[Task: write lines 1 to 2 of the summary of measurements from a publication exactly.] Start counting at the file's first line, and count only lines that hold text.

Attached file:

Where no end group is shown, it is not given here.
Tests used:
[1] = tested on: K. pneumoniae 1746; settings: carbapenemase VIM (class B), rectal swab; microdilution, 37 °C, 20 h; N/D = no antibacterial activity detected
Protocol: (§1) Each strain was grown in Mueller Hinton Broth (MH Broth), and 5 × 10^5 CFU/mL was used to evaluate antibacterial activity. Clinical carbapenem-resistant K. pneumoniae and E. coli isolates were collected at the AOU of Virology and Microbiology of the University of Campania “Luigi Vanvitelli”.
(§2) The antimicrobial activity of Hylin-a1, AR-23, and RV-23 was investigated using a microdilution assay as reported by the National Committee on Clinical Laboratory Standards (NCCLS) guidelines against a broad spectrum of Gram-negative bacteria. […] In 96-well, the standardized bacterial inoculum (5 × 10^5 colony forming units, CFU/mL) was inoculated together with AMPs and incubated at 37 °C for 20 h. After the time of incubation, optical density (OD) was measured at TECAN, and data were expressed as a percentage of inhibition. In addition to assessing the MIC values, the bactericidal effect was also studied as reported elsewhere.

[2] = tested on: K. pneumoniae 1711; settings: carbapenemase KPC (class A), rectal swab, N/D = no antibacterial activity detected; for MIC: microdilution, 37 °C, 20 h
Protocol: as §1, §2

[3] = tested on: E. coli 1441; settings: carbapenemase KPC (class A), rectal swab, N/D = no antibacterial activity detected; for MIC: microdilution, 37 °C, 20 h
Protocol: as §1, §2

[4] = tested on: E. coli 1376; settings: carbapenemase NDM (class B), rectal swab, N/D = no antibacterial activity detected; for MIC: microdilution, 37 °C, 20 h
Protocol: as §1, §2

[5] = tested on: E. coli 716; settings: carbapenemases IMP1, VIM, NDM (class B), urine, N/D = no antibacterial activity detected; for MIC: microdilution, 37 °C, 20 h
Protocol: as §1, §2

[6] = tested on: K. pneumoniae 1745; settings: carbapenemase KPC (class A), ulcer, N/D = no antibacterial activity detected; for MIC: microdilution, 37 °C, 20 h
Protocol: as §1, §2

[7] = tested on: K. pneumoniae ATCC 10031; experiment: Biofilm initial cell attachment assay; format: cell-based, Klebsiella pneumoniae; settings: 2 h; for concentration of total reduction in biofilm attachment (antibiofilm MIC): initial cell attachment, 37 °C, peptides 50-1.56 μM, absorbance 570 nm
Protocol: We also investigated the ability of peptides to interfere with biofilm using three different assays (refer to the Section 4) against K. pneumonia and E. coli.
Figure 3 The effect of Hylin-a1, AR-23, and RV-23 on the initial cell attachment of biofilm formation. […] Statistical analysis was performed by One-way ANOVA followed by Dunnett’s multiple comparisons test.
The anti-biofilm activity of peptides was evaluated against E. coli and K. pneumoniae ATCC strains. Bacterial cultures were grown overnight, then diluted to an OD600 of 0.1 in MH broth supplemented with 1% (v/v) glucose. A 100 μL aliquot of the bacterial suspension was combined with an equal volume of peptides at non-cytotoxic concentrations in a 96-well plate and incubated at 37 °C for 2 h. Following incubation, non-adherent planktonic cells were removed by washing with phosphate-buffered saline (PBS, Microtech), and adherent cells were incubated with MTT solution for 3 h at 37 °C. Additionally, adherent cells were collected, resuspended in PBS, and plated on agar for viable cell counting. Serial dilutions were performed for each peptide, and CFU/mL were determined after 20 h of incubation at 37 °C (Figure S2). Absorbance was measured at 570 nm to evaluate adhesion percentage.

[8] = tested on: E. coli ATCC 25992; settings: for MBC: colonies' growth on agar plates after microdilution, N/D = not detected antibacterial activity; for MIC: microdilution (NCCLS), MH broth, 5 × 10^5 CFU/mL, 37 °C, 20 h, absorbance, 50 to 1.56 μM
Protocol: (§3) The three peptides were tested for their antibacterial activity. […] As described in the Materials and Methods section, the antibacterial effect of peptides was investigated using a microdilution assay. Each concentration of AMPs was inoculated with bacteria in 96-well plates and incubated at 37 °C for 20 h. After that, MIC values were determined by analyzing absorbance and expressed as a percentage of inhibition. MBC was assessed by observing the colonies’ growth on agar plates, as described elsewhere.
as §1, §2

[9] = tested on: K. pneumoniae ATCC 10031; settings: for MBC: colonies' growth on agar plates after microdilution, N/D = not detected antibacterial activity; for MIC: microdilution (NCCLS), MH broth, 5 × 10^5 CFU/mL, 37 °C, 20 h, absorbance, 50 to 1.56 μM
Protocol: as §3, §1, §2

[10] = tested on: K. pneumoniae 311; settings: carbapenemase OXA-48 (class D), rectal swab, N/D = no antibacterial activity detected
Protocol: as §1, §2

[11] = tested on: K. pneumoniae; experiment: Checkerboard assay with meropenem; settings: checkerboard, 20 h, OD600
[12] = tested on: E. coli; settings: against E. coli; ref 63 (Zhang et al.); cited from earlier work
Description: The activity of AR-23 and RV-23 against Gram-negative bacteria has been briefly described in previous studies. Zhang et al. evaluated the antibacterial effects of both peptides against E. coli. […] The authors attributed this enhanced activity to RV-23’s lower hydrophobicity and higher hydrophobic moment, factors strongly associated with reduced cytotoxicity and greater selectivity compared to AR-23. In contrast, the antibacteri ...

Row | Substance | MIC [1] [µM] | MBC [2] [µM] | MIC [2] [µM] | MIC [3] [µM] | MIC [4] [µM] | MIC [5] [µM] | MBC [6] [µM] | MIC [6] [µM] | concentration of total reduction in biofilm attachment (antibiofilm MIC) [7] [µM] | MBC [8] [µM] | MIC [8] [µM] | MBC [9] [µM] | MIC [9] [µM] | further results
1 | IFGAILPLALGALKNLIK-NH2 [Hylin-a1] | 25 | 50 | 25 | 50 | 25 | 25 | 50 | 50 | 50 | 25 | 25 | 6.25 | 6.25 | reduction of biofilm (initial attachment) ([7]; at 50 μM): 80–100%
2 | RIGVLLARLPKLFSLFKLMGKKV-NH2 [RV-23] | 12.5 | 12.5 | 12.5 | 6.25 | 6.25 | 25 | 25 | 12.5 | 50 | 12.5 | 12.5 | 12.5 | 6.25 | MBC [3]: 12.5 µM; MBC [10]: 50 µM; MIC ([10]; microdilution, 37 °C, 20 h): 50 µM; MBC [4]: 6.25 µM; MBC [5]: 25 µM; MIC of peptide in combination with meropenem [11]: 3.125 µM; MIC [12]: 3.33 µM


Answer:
Where no end group is shown, it is not given here.
Tests used: